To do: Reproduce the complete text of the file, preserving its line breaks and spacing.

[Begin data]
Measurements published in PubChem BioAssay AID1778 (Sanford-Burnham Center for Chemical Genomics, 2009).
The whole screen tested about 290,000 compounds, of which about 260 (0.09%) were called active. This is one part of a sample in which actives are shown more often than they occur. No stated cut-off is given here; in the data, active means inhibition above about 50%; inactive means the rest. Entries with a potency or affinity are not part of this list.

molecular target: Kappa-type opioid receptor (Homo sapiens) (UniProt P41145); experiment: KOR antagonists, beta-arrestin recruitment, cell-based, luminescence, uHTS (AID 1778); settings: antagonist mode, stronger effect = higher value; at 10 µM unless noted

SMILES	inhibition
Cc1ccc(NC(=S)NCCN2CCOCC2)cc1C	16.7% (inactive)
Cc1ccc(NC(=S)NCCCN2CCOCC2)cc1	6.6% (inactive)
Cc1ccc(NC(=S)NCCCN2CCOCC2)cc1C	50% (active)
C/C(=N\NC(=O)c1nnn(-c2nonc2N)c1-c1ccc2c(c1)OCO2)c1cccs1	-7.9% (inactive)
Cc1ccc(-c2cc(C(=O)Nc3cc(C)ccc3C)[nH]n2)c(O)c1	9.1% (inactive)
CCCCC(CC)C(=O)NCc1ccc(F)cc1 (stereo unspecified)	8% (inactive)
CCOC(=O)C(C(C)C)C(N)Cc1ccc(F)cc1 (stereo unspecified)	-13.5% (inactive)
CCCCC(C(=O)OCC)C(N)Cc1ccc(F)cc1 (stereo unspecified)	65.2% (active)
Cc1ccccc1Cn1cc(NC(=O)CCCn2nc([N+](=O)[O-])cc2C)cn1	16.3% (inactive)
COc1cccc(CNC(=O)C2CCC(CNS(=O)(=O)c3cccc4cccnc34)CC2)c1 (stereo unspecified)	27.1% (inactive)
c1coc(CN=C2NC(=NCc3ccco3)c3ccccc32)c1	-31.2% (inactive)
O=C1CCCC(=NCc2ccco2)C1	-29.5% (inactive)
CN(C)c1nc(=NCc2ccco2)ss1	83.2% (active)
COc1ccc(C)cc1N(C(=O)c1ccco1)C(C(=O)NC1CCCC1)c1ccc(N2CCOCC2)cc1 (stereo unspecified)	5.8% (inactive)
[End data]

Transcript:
Measurements published in PubChem BioAssay AID1778 (Sanford-Burnham Center for Chemical Genomics, 2009).
The whole screen tested about 290,000 compounds, of which about 260 (0.09%) were called active. This is one part of a sample in which actives are shown more often than they occur. No stated cut-off is given here; in the data, active means inhibition above about 50%; inactive means the rest. Entries with a potency or affinity are not part of this list.

molecular target: Kappa-type opioid receptor (Homo sapiens) (UniProt P41145); experiment: KOR antagonists, beta-arrestin recruitment, cell-based, luminescence, uHTS (AID 1778); settings: antagonist mode, stronger effect = higher value; at 10 µM unless noted

SMILES	inhibition
Cc1ccc(NC(=S)NCCN2CCOCC2)cc1C	16.7% (inactive)
Cc1ccc(NC(=S)NCCCN2CCOCC2)cc1	6.6% (inactive)
Cc1ccc(NC(=S)NCCCN2CCOCC2)cc1C	50% (active)
C/C(=N\NC(=O)c1nnn(-c2nonc2N)c1-c1ccc2c(c1)OCO2)c1cccs1	-7.9% (inactive)
Cc1ccc(-c2cc(C(=O)Nc3cc(C)ccc3C)[nH]n2)c(O)c1	9.1% (inactive)
CCCCC(CC)C(=O)NCc1ccc(F)cc1 (stereo unspecified)	8% (inactive)
CCOC(=O)C(C(C)C)C(N)Cc1ccc(F)cc1 (stereo unspecified)	-13.5% (inactive)
CCCCC(C(=O)OCC)C(N)Cc1ccc(F)cc1 (stereo unspecified)	65.2% (active)
Cc1ccccc1Cn1cc(NC(=O)CCCn2nc([N+](=O)[O-])cc2C)cn1	16.3% (inactive)
COc1cccc(CNC(=O)C2CCC(CNS(=O)(=O)c3cccc4cccnc34)CC2)c1 (stereo unspecified)	27.1% (inactive)
c1coc(CN=C2NC(=NCc3ccco3)c3ccccc32)c1	-31.2% (inactive)
O=C1CCCC(=NCc2ccco2)C1	-29.5% (inactive)
CN(C)c1nc(=NCc2ccco2)ss1	83.2% (active)
COc1ccc(C)cc1N(C(=O)c1ccco1)C(C(=O)NC1CCCC1)c1ccc(N2CCOCC2)cc1 (stereo unspecified)	5.8% (inactive)